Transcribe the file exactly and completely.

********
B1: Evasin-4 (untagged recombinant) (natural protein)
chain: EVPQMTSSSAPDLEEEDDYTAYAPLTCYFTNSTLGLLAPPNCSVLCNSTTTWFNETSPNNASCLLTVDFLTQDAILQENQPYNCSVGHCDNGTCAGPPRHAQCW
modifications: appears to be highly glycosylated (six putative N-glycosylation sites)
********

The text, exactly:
B1: Evasin-4 (untagged recombinant) (natural protein)
chain: EVPQMTSSSAPDLEEEDDYTAYAPLTCYFTNSTLGLLAPPNCSVLCNSTTTWFNETSPNNASCLLTVDFLTQDAILQENQPYNCSVGHCDNGTCAGPPRHAQCW
modifications: appears to be highly glycosylated (six putative N-glycosylation sites)